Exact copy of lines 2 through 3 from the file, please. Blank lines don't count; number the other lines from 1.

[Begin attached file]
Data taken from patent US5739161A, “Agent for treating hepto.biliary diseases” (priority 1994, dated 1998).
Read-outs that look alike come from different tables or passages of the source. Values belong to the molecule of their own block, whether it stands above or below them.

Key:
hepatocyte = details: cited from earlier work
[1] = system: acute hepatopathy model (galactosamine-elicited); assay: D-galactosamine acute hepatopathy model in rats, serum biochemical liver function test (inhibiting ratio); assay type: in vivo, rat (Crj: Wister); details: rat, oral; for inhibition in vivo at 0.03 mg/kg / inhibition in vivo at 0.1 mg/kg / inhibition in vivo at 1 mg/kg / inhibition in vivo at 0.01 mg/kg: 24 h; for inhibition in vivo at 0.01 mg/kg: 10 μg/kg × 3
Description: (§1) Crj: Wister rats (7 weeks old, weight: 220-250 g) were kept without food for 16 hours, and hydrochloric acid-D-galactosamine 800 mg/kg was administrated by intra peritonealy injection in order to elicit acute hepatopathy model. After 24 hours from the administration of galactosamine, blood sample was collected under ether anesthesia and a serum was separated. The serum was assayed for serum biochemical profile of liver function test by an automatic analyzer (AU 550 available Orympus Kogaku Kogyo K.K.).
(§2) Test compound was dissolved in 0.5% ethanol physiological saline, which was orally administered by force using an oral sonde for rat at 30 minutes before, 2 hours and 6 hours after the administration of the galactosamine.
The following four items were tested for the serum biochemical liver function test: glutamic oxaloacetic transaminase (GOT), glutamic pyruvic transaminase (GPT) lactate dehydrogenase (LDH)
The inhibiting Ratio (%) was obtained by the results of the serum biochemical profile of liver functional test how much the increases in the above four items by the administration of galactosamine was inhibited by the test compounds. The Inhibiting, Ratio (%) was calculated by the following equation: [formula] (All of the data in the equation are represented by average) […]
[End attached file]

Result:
Read-outs that look alike come from different tables or passages of the source. Values belong to the molecule of their own block, whether it stands above or below them.

Key: